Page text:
A young Australian who became a paraplegic after swallowing a slug for a challenge at a friend's party died at age 29.
Rugby player Sam Ballard was 19 when he committed the snail in 2010. He quickly became ill and was rushed to the hospital.
It was infected by the parasite Angiostrongylus cantonensis, which is commonly found in rats, but can infect slugs and snails when they eat rat droppings. Sometimes it can cause brain damage in humans.
Ballard passed away on Friday surrounded by friends and family, Australian media reported.
Tributes spread to the popular man, who was a talented rugby player at Barker College, on the north coast of Sydney.
After eating the slug he had contracted a mouse worm – commonly found in rats, and slugs and snails could also be infected – and later went into a coma, suffering a severe infection in his brain.
Reporter Lisa Wilkinson, who interviewed friends and family for the Sunday Project in April, broke the news Sunday that he had died with his family around him.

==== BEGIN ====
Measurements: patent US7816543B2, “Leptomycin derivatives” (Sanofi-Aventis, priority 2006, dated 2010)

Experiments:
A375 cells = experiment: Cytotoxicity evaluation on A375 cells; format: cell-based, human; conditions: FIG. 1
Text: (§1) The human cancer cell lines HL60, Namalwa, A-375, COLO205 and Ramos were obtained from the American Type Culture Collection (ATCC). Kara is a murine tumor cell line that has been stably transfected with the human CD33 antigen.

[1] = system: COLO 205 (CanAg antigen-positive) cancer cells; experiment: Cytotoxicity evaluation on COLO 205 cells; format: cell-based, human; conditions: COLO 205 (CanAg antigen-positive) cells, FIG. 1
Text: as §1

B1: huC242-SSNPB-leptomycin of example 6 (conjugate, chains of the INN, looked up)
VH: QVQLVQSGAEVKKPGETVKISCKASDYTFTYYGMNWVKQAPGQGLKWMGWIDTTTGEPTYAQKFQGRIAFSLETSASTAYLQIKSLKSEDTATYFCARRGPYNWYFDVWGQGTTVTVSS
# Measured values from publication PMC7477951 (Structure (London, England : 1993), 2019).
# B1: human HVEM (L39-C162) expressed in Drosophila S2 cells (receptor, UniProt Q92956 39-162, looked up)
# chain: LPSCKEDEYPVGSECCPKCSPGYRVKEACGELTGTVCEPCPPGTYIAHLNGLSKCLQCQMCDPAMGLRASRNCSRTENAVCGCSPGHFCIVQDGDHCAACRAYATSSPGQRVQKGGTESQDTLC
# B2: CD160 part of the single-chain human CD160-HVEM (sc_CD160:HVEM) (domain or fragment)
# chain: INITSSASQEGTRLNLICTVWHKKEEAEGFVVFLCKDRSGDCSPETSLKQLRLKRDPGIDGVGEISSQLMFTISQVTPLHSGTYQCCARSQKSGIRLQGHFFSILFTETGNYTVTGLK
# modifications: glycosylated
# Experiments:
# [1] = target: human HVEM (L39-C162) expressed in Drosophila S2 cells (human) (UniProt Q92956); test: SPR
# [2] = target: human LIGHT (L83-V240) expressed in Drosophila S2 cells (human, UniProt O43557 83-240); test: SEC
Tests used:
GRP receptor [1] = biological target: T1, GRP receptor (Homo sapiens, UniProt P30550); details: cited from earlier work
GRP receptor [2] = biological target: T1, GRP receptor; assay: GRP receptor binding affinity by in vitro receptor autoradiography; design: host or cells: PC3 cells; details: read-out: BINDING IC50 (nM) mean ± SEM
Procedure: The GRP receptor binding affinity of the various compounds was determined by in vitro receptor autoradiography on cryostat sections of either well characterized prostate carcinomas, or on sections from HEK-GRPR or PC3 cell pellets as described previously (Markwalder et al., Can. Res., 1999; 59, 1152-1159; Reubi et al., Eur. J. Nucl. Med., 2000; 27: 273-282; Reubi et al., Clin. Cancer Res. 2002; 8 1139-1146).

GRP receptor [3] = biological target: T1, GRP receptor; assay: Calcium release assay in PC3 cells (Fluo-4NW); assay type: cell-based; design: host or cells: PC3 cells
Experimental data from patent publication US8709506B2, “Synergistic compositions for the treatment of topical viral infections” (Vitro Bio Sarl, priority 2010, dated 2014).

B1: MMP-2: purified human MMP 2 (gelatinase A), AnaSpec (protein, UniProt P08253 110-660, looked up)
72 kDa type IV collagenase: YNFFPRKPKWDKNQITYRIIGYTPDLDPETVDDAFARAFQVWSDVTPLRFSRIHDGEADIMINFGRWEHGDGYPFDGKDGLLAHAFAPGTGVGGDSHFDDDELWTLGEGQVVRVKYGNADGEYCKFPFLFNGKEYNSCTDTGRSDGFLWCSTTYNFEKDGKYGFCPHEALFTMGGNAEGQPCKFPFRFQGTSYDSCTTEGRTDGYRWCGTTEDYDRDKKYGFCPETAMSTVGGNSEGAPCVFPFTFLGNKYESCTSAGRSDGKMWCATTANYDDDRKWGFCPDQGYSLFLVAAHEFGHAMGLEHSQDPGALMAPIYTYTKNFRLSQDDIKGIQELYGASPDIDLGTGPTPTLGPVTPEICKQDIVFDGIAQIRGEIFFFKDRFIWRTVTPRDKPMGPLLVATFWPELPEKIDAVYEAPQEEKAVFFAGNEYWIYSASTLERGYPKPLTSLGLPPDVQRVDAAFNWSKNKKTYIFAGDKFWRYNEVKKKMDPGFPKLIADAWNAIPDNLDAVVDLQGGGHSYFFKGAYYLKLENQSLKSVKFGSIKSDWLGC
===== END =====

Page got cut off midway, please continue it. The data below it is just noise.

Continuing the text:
She wrote in a tribute this morning: "Sam was 19 and in a single night his life changed forever.
"While the doctors were able to save him in time, he was now confined to a wheelchair, with limited communication skills and needing care 24 hours a day, seven days a week."
His life was upside down when he was at the house of his friend Jimmy Galvin, and friends challenged him to swallow a slug that was crawling along the patio.
"He quickly became ill, and it was not until Sam arrived later in the emergency that he asked aloud to his mother Katie if eating a garden slug could be linked to weakness, dizziness, leg pain and violent vomiting experiencing," added Wilkinson in his homage to Australia's 10 Daily News.
Sam passed away Friday morning at Hornsby Hospital, not far from where he grew up, surrounded by 20 of the ones he loved the most.